Happy Friday, y’all. 

As Thanksgiving nears and the late fall days grow colder and darker, there is honestly nothing I want more than to lay eternally under Pizza Hut’s new pepperoni pizza weighted blanket. Look how content this woman is, sprawled on the ground next to a piping hot pizza pie! (No, this is a not a sponsored post, and yes, I already own a weighted blanket, but in these trying times, one can never have too many creature comforts.)

Anyway, we’re very glad you’re hear to join us once again for the latest edition of Insider Retail, our weekly roundup of everything you need to know in the world of retail and restaurants. If you haven’t already subscribed, click here to get me, Bethany Biron, and my colleague, Shoshy Ciment, in your inbox every Friday. 

Alright, let’s dive in: 

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Photo by Amir Levy/Getty Images

First came the pet Halloween costumes. Next comes the pet holiday gifts. 

The pet care and service industry is preparing for a massive boom this holiday season, thanks in part to the rise in pet adoptions during the pandemic. According to a recent survey from Deloitte, pet products are among the top categories Americans hope to both gift and receive this year, as the $53 billion pet industry balloons to an expected $64 billion by 2024.

Retailers like Walmart are taking notice.

The big-box retailer — which already stocks 1,800 pet products and operates a pet prescription service called Pet Rx — announced a suite of new offerings for “pet parents” this week, including pet insurance and dog-walking services. 

“We’re on a mission to help families live better — and that goes for pets, too,” Melody Richard, merchandising vice president of Walmart’s pets category, told Áine Cain. 



Several major retailers reported third-quarter earnings this week. And once again companies like Home Depot and Lowe’s continued to shine as Americans embark on home improvement projects during quarantine.

At Home Depot, net sales increased 23.2% to $33.5 billion, prompting the company to announce it will invest $1 billion in raises for employees. And though Lowe’s missed Wall Street expectations, it still reported same-store sales growth of 30% to $22.3 billion.  

Likewise, big-box retailers like Target and Walmart also outpaced forecasts, reporting significant growth in online sales with e-commerce bumps of 155% and 79% year-over-year, respectively. Both companies also saw an increase in in-store comparable sales, with Target reporting a 20.7% rise and Walmart posting a 5.2% increase. 

However, not all retailers fared quite as well. Macy’s sales dropped more than 20%, as the company struggles to drive foot traffic and sales amid the pandemic and economic recession. Meanwhile, fellow mall brand Francesca’s also had bad news this week, announcing that it will close 140 stores by January 2021, and is considering filing for Chapter 11 bankruptcy.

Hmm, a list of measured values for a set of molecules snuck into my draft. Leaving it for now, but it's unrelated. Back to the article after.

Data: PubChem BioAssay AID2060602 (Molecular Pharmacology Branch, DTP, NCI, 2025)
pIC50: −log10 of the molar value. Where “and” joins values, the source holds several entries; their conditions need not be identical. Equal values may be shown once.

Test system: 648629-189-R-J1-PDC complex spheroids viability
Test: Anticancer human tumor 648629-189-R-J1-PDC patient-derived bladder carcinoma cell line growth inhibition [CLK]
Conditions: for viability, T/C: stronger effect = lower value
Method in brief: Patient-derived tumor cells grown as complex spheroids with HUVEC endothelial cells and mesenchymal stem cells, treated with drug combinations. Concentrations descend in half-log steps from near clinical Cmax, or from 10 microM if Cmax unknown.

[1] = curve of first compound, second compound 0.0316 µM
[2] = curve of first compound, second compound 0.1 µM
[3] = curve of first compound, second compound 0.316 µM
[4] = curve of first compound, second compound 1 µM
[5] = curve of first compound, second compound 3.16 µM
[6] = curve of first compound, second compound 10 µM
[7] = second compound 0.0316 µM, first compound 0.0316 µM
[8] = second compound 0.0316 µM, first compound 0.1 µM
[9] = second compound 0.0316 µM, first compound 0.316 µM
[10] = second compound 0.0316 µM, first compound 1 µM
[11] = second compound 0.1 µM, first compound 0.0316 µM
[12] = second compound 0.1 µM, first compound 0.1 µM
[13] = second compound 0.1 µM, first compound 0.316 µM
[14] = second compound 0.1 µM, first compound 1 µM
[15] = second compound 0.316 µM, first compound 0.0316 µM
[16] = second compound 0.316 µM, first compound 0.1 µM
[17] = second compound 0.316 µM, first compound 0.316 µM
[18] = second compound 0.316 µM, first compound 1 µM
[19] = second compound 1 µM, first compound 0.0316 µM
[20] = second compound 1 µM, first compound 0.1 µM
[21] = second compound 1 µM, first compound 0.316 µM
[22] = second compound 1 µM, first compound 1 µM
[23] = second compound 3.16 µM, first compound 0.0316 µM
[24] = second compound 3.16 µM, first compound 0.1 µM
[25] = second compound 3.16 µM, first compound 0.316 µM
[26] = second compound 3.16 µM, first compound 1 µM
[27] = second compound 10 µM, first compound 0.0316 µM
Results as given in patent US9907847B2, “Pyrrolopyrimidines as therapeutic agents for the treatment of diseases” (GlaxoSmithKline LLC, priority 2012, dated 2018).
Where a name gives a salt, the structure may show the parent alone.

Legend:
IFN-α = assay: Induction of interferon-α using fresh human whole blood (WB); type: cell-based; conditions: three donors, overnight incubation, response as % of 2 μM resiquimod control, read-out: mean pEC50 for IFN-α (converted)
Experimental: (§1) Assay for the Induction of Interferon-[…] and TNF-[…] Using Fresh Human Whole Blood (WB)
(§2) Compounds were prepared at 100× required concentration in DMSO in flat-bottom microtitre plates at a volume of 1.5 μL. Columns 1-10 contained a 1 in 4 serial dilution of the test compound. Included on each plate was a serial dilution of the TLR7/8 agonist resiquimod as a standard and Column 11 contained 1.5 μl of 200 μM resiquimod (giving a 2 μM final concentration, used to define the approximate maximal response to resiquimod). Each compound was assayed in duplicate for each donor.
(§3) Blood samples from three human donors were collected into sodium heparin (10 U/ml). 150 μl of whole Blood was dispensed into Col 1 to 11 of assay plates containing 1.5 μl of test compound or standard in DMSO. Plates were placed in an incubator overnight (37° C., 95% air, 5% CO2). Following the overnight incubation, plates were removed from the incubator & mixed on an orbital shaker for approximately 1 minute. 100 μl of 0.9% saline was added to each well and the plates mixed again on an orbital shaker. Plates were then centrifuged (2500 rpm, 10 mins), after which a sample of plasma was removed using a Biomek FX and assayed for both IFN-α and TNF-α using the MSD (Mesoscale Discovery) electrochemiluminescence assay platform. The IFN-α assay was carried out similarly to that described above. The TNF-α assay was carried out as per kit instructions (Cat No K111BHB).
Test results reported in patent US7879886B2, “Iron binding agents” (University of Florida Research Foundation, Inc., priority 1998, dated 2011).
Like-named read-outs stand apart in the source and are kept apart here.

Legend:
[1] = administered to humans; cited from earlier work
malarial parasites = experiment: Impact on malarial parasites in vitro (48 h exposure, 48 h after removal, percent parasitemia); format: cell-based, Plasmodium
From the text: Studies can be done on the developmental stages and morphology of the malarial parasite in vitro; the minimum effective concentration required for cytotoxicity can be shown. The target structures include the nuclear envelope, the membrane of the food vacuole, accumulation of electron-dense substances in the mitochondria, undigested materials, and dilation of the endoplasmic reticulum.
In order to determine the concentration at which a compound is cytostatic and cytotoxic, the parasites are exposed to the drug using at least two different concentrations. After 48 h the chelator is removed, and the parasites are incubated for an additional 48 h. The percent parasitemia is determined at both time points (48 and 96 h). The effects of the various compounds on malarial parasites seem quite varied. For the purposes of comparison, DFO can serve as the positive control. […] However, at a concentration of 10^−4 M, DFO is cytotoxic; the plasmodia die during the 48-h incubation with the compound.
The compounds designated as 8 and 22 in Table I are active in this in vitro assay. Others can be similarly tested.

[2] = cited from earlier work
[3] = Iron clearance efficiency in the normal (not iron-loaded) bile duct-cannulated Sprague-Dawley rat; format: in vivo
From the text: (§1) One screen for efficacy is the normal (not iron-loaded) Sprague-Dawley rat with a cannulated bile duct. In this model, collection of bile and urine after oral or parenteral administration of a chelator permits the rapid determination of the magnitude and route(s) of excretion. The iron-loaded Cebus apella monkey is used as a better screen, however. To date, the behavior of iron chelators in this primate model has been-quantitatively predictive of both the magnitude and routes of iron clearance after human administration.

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Walmart workers.


With coronavirus cases surging and states imposing partial lockdowns, Walmart is increasing safety precautions to prevent the spread of the virus. The retailer has once again started counting visitors entering each store in order to monitor crowd levels, after first doing so in April. Though the company dropped the limits in October, it resumed only permitting 20% capacity this week. 

Some locations are also reconsidering placing purchasing limits on essential items like toilet paper and cleaning supplies. Also this week, Walmart rolled out free, mandatory testing for employees in New Mexico. Kate Taylor reported that staffers will be tested every two weeks, half one week, and the rest the following. 

“We are hopeful that increased testing data will help officials as they work to manage this health crisis,” Walmart said in a statement. “New Mexico has been hit hard by the virus and we want to continue to partner with the state to do our part, while continuing to serve the critical food needs of the state’s residents.”



  • Starbucks is giving all US employees a 10% raise, according to an internal company memo. 
  • Experts say duty-free retail spending aboard cruise ships will be vital to helping the struggling business rebound from the pandemic. 
  • These companies can’t stop buying up bankrupt ‘zombie brands’ as the retail apocalypse continues. 
  • Waffle House just debuted its first-ever beer … and it tastes like bacon and eggs. 
  • Companies like General Mills and Kraft Heinz are doubling down on marketing to bolster skyrocketing sales during the pandemic. 
  • In other packaged food news, candy maker Mars just acquired the healthy snack company Kind in a $5 billion deal…
  • … and Unilever is investing in products like algae ice cream in order to reach $1.1 billion in plant-based food sales by 2027.


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